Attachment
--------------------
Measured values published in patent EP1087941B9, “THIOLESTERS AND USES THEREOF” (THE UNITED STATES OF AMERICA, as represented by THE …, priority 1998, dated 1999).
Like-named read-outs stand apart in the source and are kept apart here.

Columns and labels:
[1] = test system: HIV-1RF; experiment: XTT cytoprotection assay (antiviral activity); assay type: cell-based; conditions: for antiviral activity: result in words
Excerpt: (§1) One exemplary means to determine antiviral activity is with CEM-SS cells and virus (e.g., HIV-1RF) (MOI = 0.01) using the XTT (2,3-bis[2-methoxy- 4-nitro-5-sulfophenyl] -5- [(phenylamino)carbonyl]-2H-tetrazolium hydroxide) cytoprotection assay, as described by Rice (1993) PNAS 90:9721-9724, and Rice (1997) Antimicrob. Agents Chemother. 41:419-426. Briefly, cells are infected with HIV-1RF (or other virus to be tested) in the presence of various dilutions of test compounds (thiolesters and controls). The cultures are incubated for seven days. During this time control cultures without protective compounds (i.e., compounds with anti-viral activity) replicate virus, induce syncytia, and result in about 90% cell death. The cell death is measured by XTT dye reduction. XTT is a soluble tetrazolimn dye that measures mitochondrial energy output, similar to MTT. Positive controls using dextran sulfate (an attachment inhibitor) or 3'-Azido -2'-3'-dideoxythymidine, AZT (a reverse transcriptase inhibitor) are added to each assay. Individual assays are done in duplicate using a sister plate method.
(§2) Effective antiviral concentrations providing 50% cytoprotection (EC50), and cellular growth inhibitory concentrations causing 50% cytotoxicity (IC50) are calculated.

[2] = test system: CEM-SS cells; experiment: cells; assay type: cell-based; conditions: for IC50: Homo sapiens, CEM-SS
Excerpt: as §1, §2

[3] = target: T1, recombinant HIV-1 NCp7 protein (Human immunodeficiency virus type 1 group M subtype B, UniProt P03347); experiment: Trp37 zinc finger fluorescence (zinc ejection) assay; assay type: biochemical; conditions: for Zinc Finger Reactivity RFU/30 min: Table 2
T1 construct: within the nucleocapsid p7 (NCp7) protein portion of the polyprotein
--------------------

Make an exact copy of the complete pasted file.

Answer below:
Measured values published in patent EP1087941B9, “THIOLESTERS AND USES THEREOF” (THE UNITED STATES OF AMERICA, as represented by THE …, priority 1998, dated 1999).
Like-named read-outs stand apart in the source and are kept apart here.

Columns and labels:
[1] = test system: HIV-1RF; experiment: XTT cytoprotection assay (antiviral activity); assay type: cell-based; conditions: for antiviral activity: result in words
Excerpt: (§1) One exemplary means to determine antiviral activity is with CEM-SS cells and virus (e.g., HIV-1RF) (MOI = 0.01) using the XTT (2,3-bis[2-methoxy- 4-nitro-5-sulfophenyl] -5- [(phenylamino)carbonyl]-2H-tetrazolium hydroxide) cytoprotection assay, as described by Rice (1993) PNAS 90:9721-9724, and Rice (1997) Antimicrob. Agents Chemother. 41:419-426. Briefly, cells are infected with HIV-1RF (or other virus to be tested) in the presence of various dilutions of test compounds (thiolesters and controls). The cultures are incubated for seven days. During this time control cultures without protective compounds (i.e., compounds with anti-viral activity) replicate virus, induce syncytia, and result in about 90% cell death. The cell death is measured by XTT dye reduction. XTT is a soluble tetrazolimn dye that measures mitochondrial energy output, similar to MTT. Positive controls using dextran sulfate (an attachment inhibitor) or 3'-Azido -2'-3'-dideoxythymidine, AZT (a reverse transcriptase inhibitor) are added to each assay. Individual assays are done in duplicate using a sister plate method.
(§2) Effective antiviral concentrations providing 50% cytoprotection (EC50), and cellular growth inhibitory concentrations causing 50% cytotoxicity (IC50) are calculated.

[2] = test system: CEM-SS cells; experiment: cells; assay type: cell-based; conditions: for IC50: Homo sapiens, CEM-SS
Excerpt: as §1, §2

[3] = target: T1, recombinant HIV-1 NCp7 protein (Human immunodeficiency virus type 1 group M subtype B, UniProt P03347); experiment: Trp37 zinc finger fluorescence (zinc ejection) assay; assay type: biochemical; conditions: for Zinc Finger Reactivity RFU/30 min: Table 2
T1 construct: within the nucleocapsid p7 (NCp7) protein portion of the polyprotein